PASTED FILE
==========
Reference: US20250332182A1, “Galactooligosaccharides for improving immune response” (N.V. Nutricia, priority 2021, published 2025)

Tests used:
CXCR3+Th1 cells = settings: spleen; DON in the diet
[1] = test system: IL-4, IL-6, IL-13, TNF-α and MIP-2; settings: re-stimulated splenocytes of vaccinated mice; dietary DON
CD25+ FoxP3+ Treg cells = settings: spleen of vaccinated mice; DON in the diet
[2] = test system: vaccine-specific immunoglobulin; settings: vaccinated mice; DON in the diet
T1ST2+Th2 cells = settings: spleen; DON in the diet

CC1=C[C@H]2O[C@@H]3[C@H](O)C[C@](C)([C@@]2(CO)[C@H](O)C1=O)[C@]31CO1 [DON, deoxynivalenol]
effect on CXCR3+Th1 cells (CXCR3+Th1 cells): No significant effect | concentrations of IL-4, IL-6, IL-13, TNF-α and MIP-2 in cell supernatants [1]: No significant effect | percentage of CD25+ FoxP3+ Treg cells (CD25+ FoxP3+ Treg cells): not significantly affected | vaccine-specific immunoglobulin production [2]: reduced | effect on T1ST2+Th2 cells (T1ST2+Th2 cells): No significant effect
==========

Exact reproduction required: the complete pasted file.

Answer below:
Reference: US20250332182A1, “Galactooligosaccharides for improving immune response” (N.V. Nutricia, priority 2021, published 2025)

Tests used:
CXCR3+Th1 cells = settings: spleen; DON in the diet
[1] = test system: IL-4, IL-6, IL-13, TNF-α and MIP-2; settings: re-stimulated splenocytes of vaccinated mice; dietary DON
CD25+ FoxP3+ Treg cells = settings: spleen of vaccinated mice; DON in the diet
[2] = test system: vaccine-specific immunoglobulin; settings: vaccinated mice; DON in the diet
T1ST2+Th2 cells = settings: spleen; DON in the diet

CC1=C[C@H]2O[C@@H]3[C@H](O)C[C@](C)([C@@]2(CO)[C@H](O)C1=O)[C@]31CO1 [DON, deoxynivalenol]
effect on CXCR3+Th1 cells (CXCR3+Th1 cells): No significant effect | concentrations of IL-4, IL-6, IL-13, TNF-α and MIP-2 in cell supernatants [1]: No significant effect | percentage of CD25+ FoxP3+ Treg cells (CD25+ FoxP3+ Treg cells): not significantly affected | vaccine-specific immunoglobulin production [2]: reduced | effect on T1ST2+Th2 cells (T1ST2+Th2 cells): No significant effect